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Ashley’s story — the silent cavernoma

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Two days after giving birth to her son, Ashley and her family were having a nice family dinner at home. She noticed she felt different afterwards, like she started to feel out of herself — her instincts told her to call her doctor.

After a chat with her doctor and taking her blood pressure, Ashley thought it may be helpful to sleep it off and see how she felt in the morning. A few hours later, she woke up to feed the baby and noticed her left arm wasn’t moving as before. Still, “maybe I need to sleep some more,” she thought.

Hours go by, and Ashley does all the morning mom tasks: feedings, cleanings, daycare drop offs, etc. When she got back home, she knew something was definitely wrong. She couldn’t work, words were hard to say and understand — she needed to get seen by a doctor.

As soon as she got to her doctor’s office, she was immediately sent to the ER. Due to COVID-19 restrictions, Ashley had to be by herself.

In the ER, a CT scan showed an inoperable brain bleed — some of the scariest words you can hear. By that point Ashley couldn’t move her body, and it was challenging to communicate with anyone. Yet, she insisted they do more scans and figure out a way to help her. Doctors ordered an MRI scan.

The scan showed a cavernoma (cluster of abnormal blood vessels) sitting right on the brain stem. Because of its location, it will never be something they can operate on. Ashley has to live with a cavernoma for the rest of her life.

“It was the scariest thing because I had to be by myself, processing all of this new information, and trying to advocate for myself after having a stroke. Not having my husband or my kids near me was really hard… but they are what motivated me to stay determined to find a way to get through this and go back home.”

Ashley stayed in the hospital for one week, in ICU, and then she was able to move to labor and delivery to be with her husband and newborn baby. She went through 6 weeks of intense physical and occupational therapy.

“I was stuck in slow motion — my whole left side couldn’t really move, and it was still a bit difficult to speak. I pushed myself really hard to get out of the hospital as soon as possible.”

Today, Ashley is using social media and her experience as a life skills worker to help people recovering from a stroke.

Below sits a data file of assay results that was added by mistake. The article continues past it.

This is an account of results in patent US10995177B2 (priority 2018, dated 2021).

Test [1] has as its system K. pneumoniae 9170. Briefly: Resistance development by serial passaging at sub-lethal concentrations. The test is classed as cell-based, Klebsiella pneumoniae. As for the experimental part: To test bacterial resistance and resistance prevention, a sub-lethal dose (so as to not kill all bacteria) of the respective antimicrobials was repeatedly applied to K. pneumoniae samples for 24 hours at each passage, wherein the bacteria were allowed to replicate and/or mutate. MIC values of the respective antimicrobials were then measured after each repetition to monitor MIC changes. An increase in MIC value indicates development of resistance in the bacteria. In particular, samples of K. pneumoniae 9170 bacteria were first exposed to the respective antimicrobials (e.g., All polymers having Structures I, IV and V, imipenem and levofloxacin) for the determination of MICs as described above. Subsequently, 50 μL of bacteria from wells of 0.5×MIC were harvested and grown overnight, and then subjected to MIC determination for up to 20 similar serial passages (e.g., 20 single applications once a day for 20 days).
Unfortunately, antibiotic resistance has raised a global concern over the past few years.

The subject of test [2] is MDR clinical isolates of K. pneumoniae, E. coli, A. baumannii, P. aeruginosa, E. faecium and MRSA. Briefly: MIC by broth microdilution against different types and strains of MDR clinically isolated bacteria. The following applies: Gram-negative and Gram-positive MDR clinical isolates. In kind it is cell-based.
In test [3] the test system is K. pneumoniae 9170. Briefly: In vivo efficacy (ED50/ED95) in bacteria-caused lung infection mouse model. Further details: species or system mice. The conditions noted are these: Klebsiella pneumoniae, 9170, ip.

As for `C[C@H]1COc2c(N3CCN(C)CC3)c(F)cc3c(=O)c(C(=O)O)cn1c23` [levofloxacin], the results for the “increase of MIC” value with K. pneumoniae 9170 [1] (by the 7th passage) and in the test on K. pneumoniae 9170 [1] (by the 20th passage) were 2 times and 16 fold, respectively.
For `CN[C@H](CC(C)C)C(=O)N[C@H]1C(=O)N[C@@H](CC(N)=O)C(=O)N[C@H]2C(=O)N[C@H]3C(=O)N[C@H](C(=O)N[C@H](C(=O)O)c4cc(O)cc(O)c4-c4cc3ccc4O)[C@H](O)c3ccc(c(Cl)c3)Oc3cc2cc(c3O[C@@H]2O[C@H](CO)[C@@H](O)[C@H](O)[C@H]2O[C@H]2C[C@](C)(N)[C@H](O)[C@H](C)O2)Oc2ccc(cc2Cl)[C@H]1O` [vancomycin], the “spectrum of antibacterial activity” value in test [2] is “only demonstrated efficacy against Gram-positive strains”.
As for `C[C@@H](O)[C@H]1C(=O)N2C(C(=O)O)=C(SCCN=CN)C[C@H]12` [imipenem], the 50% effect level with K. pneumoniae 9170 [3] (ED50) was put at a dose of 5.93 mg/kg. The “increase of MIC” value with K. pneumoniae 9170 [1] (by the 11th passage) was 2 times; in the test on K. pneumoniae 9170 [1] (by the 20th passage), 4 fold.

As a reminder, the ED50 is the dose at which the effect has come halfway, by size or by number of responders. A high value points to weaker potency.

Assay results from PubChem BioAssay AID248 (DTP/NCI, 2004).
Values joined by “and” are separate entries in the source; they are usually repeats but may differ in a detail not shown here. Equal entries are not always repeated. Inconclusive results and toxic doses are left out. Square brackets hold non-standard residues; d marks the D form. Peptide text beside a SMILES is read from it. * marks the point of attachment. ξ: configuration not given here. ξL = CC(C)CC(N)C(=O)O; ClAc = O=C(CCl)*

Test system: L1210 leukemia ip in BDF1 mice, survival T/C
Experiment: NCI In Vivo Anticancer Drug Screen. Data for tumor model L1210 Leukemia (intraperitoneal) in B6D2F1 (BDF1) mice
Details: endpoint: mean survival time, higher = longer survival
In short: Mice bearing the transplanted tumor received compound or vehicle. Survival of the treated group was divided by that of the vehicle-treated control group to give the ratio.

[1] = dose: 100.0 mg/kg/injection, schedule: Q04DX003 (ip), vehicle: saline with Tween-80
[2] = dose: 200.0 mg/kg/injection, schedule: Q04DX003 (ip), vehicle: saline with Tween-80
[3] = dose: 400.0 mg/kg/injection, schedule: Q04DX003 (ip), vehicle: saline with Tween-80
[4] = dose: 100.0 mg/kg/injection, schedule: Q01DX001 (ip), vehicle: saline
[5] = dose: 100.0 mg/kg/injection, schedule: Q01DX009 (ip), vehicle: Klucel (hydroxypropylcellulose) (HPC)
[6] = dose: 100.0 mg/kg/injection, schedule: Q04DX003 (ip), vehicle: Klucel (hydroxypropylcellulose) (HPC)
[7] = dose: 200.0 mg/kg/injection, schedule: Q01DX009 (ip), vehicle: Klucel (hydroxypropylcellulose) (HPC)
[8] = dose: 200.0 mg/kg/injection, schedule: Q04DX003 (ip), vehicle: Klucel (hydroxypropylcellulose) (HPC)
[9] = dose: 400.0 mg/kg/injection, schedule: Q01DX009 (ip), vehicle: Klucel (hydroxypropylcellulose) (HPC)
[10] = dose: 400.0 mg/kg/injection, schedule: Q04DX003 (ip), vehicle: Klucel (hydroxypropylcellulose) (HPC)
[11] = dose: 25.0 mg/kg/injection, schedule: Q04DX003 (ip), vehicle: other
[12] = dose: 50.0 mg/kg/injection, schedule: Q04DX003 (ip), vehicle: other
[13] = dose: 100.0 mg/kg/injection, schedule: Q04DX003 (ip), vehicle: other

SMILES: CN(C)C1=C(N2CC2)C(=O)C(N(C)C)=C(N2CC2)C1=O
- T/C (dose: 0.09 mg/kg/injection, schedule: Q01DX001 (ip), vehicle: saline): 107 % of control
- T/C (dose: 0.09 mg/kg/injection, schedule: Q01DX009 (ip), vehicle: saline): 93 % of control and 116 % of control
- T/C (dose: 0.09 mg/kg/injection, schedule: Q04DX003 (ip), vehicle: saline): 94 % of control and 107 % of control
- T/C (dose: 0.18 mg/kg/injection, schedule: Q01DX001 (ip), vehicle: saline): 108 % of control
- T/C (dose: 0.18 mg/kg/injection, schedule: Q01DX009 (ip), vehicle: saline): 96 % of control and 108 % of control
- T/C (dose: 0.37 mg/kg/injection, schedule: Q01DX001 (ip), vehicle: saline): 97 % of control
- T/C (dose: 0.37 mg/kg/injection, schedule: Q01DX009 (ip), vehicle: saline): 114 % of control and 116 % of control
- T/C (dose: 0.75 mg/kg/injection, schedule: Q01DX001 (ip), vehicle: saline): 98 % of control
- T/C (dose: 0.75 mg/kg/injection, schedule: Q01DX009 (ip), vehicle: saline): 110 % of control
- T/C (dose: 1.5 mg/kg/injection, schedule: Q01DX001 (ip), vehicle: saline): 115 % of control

“I was teaching people how to deal with anxiety and frustration, and then all of the sudden I had to use those skills myself! You don’t expect to deal with so many emotions after a stroke, especially if you can’t move like you used to. The recovery process is extremely frustrating and you have to learn how to manage those emotions from the get-go.”

We asked her: What have you learned and what are you most grateful for?

“I have learned that under any and all circumstances, you MUST advocate for yourself. Need a third and fourth opinion? Go get it. You know yourself and your body, don’t wait to get help or treatment. It can save your life.”

“I am most grateful for, first of all, my family. My husband who took care of me and my babies, and my sister and mother-in-law who stepped in and supported us. And second of all, I am grateful for my body. You don’t realize how important it is to be able to move, get up, breastfeed, walk, talk… Until you have those things taken away from you, you don’t realize how valuable they are. I’m grateful I’m here to enjoy life.”

Like many other young women, Ashley is proof that stroke doesn’t discriminate — it can happen to anyone. Prevention is key and early treatment is a must. Talk to your doctor about your risk for stroke and what you can do to prevent it (particularly during pregnancy) and if you feel like there is something wrong, seek medical attention.

We thank Ashley for sharing her incredible story and being a part of a growing community of stroke survivors raising awareness of stroke.

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